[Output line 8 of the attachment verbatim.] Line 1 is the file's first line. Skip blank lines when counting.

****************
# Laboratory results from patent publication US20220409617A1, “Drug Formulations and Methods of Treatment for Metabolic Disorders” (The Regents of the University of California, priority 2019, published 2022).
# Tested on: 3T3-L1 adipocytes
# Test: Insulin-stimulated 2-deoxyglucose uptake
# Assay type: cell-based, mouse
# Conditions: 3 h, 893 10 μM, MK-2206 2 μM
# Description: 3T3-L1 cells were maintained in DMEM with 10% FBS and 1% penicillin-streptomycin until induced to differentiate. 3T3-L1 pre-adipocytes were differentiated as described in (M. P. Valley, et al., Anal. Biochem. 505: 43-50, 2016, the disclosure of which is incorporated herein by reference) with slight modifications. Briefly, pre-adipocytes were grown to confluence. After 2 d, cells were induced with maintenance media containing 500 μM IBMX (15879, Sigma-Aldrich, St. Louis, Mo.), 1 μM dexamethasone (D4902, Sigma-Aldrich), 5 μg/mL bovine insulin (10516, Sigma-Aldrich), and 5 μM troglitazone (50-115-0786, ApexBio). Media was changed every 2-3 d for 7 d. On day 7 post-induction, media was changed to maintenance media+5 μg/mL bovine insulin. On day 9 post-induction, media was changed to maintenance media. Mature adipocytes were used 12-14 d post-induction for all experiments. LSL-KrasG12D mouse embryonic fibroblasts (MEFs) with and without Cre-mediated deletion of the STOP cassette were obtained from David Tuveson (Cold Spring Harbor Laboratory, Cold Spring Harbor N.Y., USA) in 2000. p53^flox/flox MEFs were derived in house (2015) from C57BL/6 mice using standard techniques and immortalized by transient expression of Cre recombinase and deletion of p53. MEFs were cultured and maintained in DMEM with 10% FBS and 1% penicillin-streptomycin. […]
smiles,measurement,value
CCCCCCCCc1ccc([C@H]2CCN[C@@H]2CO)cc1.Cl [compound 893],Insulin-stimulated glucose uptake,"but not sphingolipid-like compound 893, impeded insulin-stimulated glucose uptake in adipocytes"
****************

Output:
CCCCCCCCc1ccc([C@H]2CCN[C@@H]2CO)cc1.Cl [compound 893],Insulin-stimulated glucose uptake,"but not sphingolipid-like compound 893, impeded insulin-stimulated glucose uptake in adipocytes"